The Office of the Australian Information Commissioner (OAIC) reported an increase of 24% in ransomware incidents from the previous six-month reporting period. Average ransom payments have risen dramatically in Australia and New Zealand over the last year as malicious actors have become more sophisticated. Whereas cybercriminals used to be looking for a vulnerability, now they are more targeted in their approach and goals. One of the biggest costs of cyber attacks and incidents is not the price of the ransom itself, but the expenses associated with hiring forensic IT companies to investigate potential data breaches and exposures.
As many as one-third of Australian organisations hit by a ransomware attack simply paid cyber criminals for the decryption key to restore their network despite failing to examine why the attack was able to happen in the first place. The lesson is that if you fall victim to a ransomware attack, find out how it was possible for cyber criminals to embed themselves on the network undetected.
Ransomware is often just a visible symptom of a more serious network intrusion that may have persisted for days, and possibly longer. In order to install ransomware, cyber criminals may have been able to gain backdoor access to the network potentially via a previous malware intrusion as well as having administrator privileges or other login credentials.
According to the OAIC, malicious attacks were the main source of data breaches, accounting for 65% of all occurrences. Human error was attributed to 30% and system faults for the remainder.
Some might believe that paying the ransom to cyber criminals is going to be the quickest and most cost-effective means of restoring the network but that is rarely the case. The ransom paid potentially costs a lot, but the post-event analysis and rebuilding of a damaged network is also very costly. Recovering from a ransomware incident is rarely a speedy process. The investigation, system rebuild and data recovery often involves weeks of work.
Cyber attacks on high profile companies
Here is a list of high profile companies that fell victim to ransomware – are you the next target?
- Nine Network
- Uniting Care Queensland
- Toll Group
- Regis Healthcare
- Service NSW
- Lion Australia
- Bluescope Steel
On 21 June 2021, Labor politician Tim Watts introduced the Ransomware Payments Bill 2021 into Parliament. If implemented, this will impose reporting obligations on certain entities looking to pay cyber criminal’s ransom demands following a ransomware attack, with penalties for non-compliance.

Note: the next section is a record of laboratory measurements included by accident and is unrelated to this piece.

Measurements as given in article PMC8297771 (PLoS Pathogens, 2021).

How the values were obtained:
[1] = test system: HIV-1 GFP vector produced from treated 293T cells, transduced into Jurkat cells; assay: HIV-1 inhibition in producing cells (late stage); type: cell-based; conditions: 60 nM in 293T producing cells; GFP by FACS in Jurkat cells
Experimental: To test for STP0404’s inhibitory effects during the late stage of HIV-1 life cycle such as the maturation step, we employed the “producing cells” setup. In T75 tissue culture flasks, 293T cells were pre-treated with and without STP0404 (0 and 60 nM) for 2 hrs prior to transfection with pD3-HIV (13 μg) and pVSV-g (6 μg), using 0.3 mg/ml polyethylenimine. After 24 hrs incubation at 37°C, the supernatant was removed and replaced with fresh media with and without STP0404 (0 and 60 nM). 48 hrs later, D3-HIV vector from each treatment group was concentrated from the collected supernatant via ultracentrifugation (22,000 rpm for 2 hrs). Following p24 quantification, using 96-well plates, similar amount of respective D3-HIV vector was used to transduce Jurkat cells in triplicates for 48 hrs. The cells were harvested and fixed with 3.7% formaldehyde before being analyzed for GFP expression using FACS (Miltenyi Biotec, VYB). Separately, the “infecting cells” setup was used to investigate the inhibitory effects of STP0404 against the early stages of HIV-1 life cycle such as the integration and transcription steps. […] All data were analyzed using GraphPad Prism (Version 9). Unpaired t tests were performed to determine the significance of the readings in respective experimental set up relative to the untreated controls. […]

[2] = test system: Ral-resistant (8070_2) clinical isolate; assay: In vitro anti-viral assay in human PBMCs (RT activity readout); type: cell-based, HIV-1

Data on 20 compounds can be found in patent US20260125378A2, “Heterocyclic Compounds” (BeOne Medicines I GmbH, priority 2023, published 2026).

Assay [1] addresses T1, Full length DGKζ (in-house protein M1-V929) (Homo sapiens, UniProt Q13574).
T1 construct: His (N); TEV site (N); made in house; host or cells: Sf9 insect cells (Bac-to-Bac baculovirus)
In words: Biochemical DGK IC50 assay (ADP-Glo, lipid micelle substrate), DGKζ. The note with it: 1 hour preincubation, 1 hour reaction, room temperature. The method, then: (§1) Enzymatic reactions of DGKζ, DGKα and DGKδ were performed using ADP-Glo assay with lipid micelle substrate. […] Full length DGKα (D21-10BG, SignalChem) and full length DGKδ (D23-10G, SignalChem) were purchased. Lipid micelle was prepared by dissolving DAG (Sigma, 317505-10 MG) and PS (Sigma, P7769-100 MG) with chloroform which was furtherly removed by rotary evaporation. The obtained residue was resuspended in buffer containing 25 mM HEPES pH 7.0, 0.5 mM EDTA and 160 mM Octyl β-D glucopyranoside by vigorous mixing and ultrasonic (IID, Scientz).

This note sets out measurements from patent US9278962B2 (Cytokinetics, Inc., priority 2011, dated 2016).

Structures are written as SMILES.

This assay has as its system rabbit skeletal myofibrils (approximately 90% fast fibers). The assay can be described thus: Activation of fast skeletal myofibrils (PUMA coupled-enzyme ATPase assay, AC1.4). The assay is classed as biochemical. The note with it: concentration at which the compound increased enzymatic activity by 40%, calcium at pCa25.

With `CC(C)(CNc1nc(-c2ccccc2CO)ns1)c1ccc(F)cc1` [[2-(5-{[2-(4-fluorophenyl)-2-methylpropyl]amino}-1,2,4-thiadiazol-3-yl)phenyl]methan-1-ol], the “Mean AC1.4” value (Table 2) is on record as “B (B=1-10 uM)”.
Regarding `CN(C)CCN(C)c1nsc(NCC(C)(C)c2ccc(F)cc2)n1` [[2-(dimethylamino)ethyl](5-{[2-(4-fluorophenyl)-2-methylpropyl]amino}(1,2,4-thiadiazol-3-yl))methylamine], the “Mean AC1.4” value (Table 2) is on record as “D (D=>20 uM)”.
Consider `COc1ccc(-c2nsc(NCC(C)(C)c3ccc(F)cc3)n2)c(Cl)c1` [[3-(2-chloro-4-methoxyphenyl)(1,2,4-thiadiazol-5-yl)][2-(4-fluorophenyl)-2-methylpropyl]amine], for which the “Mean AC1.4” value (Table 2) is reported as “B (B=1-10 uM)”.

Scale of cybercrime in Australia
Cybercrime is one of the largest threats to the Australian GPD. Cybercriminals do not just target big business. In fact, in many cases smaller businesses are targets that are more desirable. This is because small businesses hold all of the information that big business has – such as client data, but often do not have all the resources to invest in the best software and hardware to protect their data.
Although smaller businesses may not have the resources of the likes of the Nine Network or Toll Group, they still need to protect their client data and implement a strategy to reduce the impact if a cyber attack occurs.
How to avoid cyber attacks
The best way to avoid any of this is to ensure your network is secure against cyber attacks in the first place by doing things like making sure operating systems and security patches are up to date and applying multi-factor authentication across the network.
Organisations should regularly backup their networks and store those backups offline so in the event of a successful ransomware attack, the network can be restored with the least disruption possible.
Rather than trying to hide a breach, today most companies will come out and say something like:
We have experienced a ransomware attack. Here’s what we’re doing to contain it, remediate it, protect consumer information, and this is how we’re planning to strengthen our systems going forward to make sure this doesn’t happen again.
According to the Australian Criminal Intelligence Commission (ACIC), cybercrime costs the Australian economy up to $1 billion annually in direct costs. On a global scale, Cybersecurity Ventures, a cyber security research and publishing company estimates that cybercrime damages will cost the world $6 trillion annually during 2021.
How to reduce the impact when a cyber attack occurs
Although they can be very good at preventing a cyber attack in most cases, antivirus software, firewall and IT Support are not 100% effective against cyber criminals.
Standard business insurance often does not cover you in the event of a cyber attack and antivirus software will not help to recover your firm’s expenses.
Cyber Shield is a comprehensive cyber insurance solution designed to protect your accounting firm against the detrimental effects following a cyber attack.
The benefits of Cyber Shield:
- Designed specifically for accounting firms, the cover is relevant to the needs of the profession.
- Competitive premiums are a certainty.
- Cover is comprehensive, ranging from data recovery to privacy regulatory defence costs, plus much more.
Without Cyber Shield, your accounting firm could incur significant operating downtime and substantial expenses in order to recover lost data and restore your client’s confidence.
Want an obligation-free quote?
Talk to the team at Accountancy Insurance about Cyber Shield to find out more or to receive your obligation free quote.
Alternatively, you can complete a Cyber Shield Application Form. Once you have completed each question and submitted the form, a member of the Professional Risks team will be in touch with you.